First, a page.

The folks at mbaMission always recommend getting started with your MBA applications as early as possible. By taking action now, you can dramatically improve your chances of gaining admission to a top MBA program in the coming years. It is never too soon (and certainly not too late) to take several crucial steps to shape your MBA candidacy. So they’re presenting a five-part series to provide a step-by-step timeline to help guide you down the long road of applying to business school. These guidelines assume that you are setting out a year ahead of the January deadlines. Even if you are starting later, you should be able to leverage this timeline to help you prioritize each step along the way. This week, they lay out what you should be doing May through July. For more information on mbaMission and how they can help you in this process, click here.
View Part 2 here.
Brainstorm and Start Writing Essays
We at mbaMission always tell our clients, You can’t turn a bad idea into a good essay. We insist on taking our candidates through a lengthy brainstorming process (which begins with a thorough questionnaire) to discover the stories that make each candidate distinct. Even as you uncover your stories, it is still important to consider them from as many different angles as possible. While this will help ensure that you understand the various weapons in your arsenal, so to speak, this will also provide you with maximum flexibility (considering that MBA admissions committees ask questions that vary dramatically from school to school).
For example, an experience coaching a baseball team at an underfunded high school can actually have multiple dimensions. This may be the story of creatively motivating an underachieving team and changing attitudes, despite losses; of initiating and leading fundraising efforts so that each player can afford proper equipment; of mentoring a struggling player and seeing an improvement in his on-field performance; and more. Your essays will be only as good as your ideas, so do not settle for just the obvious low-hanging fruit.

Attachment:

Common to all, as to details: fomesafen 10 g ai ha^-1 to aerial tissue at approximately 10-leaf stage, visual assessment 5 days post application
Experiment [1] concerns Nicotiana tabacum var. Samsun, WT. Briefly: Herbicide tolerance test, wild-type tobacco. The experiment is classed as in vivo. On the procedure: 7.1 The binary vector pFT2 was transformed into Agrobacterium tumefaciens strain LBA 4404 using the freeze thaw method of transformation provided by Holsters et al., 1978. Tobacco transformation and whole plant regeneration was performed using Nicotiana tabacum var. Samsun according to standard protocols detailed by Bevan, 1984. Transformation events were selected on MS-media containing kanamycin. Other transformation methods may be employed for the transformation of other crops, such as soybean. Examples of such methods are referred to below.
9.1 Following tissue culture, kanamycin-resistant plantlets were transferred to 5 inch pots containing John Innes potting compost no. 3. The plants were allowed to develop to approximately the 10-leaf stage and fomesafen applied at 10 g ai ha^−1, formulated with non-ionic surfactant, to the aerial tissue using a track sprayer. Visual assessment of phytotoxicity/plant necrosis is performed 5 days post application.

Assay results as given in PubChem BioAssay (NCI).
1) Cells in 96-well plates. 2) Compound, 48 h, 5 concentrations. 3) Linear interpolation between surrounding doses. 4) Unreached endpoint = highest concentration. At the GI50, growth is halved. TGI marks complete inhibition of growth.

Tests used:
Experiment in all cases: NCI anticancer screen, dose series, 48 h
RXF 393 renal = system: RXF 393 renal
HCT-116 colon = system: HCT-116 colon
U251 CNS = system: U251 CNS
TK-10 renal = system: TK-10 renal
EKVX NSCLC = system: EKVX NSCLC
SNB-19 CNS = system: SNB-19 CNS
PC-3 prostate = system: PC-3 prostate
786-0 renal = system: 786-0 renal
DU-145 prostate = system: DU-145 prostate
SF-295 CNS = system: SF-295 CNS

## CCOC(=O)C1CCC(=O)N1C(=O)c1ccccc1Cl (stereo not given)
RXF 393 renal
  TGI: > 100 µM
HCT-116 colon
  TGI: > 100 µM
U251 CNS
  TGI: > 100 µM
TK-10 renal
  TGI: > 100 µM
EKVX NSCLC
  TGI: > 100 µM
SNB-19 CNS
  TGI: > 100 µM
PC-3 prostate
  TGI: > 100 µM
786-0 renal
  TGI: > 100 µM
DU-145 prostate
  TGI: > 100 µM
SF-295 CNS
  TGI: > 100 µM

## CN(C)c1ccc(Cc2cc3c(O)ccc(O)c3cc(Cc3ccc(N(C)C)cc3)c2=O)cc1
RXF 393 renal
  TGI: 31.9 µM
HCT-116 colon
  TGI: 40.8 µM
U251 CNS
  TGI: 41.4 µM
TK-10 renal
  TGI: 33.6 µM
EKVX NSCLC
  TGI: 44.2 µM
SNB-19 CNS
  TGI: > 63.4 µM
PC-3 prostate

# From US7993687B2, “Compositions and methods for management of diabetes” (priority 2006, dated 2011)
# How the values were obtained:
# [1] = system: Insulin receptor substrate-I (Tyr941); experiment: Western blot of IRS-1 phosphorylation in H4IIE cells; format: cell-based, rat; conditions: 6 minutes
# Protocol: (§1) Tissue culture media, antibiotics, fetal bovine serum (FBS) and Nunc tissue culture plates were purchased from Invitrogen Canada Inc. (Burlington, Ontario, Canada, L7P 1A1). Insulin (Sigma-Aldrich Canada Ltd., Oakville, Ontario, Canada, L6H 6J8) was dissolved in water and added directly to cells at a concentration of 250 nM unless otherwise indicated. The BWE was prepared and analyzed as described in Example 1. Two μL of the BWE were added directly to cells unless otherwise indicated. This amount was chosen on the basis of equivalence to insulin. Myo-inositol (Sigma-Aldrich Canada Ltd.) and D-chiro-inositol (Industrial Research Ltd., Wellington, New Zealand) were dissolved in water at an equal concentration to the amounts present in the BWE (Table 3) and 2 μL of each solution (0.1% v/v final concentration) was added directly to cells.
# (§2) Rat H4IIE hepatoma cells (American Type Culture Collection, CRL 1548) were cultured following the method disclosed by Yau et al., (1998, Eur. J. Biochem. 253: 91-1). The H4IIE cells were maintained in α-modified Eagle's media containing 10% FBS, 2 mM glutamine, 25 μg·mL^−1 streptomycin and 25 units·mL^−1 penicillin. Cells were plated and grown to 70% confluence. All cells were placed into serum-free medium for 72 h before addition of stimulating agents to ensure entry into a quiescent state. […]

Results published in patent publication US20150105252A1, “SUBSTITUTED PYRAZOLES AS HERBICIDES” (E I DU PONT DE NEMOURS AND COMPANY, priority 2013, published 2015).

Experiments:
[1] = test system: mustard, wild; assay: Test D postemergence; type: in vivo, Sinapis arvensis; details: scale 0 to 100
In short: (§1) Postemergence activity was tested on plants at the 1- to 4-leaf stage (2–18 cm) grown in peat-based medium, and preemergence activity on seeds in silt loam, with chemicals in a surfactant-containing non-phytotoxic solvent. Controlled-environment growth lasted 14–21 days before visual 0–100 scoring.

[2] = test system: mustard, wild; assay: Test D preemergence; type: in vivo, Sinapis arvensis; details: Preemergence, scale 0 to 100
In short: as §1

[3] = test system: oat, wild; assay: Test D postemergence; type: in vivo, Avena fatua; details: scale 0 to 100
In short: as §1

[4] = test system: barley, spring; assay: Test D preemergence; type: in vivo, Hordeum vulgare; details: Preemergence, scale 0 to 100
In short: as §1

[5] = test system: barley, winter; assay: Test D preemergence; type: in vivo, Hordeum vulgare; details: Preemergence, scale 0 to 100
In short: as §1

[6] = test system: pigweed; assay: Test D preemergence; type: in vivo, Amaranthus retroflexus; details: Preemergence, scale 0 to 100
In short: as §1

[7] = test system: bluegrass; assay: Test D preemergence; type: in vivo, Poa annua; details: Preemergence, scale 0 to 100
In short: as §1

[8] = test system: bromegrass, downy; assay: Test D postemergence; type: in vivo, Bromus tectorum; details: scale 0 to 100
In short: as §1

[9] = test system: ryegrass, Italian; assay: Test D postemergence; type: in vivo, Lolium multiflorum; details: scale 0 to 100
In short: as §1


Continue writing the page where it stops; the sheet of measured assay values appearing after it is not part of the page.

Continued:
Take the GMAT Again (if necessary)
As noted earlier, the GMAT may not go as well as planned on your first attempt. Not to worry”your first attempt can serve as a dry run and can prepare you for a stronger second attempt. Candidates must wait 31 days before they can retake the GMAT, so if your April test did not give you the results you wanted, a May test would be your next available option. We recommend that if you do need a second shot at the GMAT, you schedule your next session immediately, while the information is still fresh in your mind.
Informational Interviews/Job Shadow
At mbaMission, we always emphasize that candidates should strive to differentiate themselves from other applicants via their experiences and the sincerity of their voices within their essays. With respect to sincerity, many candidates have trouble honestly articulating their post-MBA goals, and virtually every MBA program requires that candidates write an essay on short- and long-term career goals (HBS being the notable exception; it makes a goal statement optional). If you aspire to enter a competitive field, such as banking or consulting, it may be wise to conduct informational interviews or to even job shadow an individual for a day, if possible. MBA admissions committees frown on vague goal statements or generic claims that lack a profound personal connection to a position and therefore lack credibility. The sincerity of your interest, magnified and thus better articulated as a result of personal experience, can make the difference for you.